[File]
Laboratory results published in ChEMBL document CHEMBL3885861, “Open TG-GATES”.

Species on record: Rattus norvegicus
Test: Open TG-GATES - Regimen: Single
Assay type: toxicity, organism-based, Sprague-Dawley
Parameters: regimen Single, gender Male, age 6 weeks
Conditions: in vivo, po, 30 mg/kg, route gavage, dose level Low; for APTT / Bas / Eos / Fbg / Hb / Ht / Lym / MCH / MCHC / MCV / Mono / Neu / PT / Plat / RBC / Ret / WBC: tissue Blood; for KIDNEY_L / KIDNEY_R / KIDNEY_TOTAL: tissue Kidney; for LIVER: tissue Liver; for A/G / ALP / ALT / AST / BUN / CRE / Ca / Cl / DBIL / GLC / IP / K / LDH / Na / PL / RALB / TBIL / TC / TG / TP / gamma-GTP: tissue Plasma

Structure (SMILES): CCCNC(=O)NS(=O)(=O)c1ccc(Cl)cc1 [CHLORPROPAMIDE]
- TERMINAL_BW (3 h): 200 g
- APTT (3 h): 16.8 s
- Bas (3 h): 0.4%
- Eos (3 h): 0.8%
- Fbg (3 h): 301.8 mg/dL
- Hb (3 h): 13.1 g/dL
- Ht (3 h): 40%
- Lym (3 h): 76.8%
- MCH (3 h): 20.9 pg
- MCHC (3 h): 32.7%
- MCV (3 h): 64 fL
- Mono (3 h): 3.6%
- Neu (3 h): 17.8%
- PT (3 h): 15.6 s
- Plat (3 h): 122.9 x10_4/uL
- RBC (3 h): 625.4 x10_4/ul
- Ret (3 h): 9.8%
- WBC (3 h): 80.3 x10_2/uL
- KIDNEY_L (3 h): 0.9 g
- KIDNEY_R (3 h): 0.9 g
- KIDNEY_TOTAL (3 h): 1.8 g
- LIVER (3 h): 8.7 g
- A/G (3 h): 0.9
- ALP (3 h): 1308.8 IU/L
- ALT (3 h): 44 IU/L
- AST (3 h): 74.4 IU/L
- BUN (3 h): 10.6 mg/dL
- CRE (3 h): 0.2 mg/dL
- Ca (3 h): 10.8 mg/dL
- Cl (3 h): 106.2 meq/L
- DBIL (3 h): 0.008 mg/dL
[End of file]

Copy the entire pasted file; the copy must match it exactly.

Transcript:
Laboratory results published in ChEMBL document CHEMBL3885861, “Open TG-GATES”.

Species on record: Rattus norvegicus
Test: Open TG-GATES - Regimen: Single
Assay type: toxicity, organism-based, Sprague-Dawley
Parameters: regimen Single, gender Male, age 6 weeks
Conditions: in vivo, po, 30 mg/kg, route gavage, dose level Low; for APTT / Bas / Eos / Fbg / Hb / Ht / Lym / MCH / MCHC / MCV / Mono / Neu / PT / Plat / RBC / Ret / WBC: tissue Blood; for KIDNEY_L / KIDNEY_R / KIDNEY_TOTAL: tissue Kidney; for LIVER: tissue Liver; for A/G / ALP / ALT / AST / BUN / CRE / Ca / Cl / DBIL / GLC / IP / K / LDH / Na / PL / RALB / TBIL / TC / TG / TP / gamma-GTP: tissue Plasma

Structure (SMILES): CCCNC(=O)NS(=O)(=O)c1ccc(Cl)cc1 [CHLORPROPAMIDE]
- TERMINAL_BW (3 h): 200 g
- APTT (3 h): 16.8 s
- Bas (3 h): 0.4%
- Eos (3 h): 0.8%
- Fbg (3 h): 301.8 mg/dL
- Hb (3 h): 13.1 g/dL
- Ht (3 h): 40%
- Lym (3 h): 76.8%
- MCH (3 h): 20.9 pg
- MCHC (3 h): 32.7%
- MCV (3 h): 64 fL
- Mono (3 h): 3.6%
- Neu (3 h): 17.8%
- PT (3 h): 15.6 s
- Plat (3 h): 122.9 x10_4/uL
- RBC (3 h): 625.4 x10_4/ul
- Ret (3 h): 9.8%
- WBC (3 h): 80.3 x10_2/uL
- KIDNEY_L (3 h): 0.9 g
- KIDNEY_R (3 h): 0.9 g
- KIDNEY_TOTAL (3 h): 1.8 g
- LIVER (3 h): 8.7 g
- A/G (3 h): 0.9
- ALP (3 h): 1308.8 IU/L
- ALT (3 h): 44 IU/L
- AST (3 h): 74.4 IU/L
- BUN (3 h): 10.6 mg/dL
- CRE (3 h): 0.2 mg/dL
- Ca (3 h): 10.8 mg/dL
- Cl (3 h): 106.2 meq/L
- DBIL (3 h): 0.008 mg/dL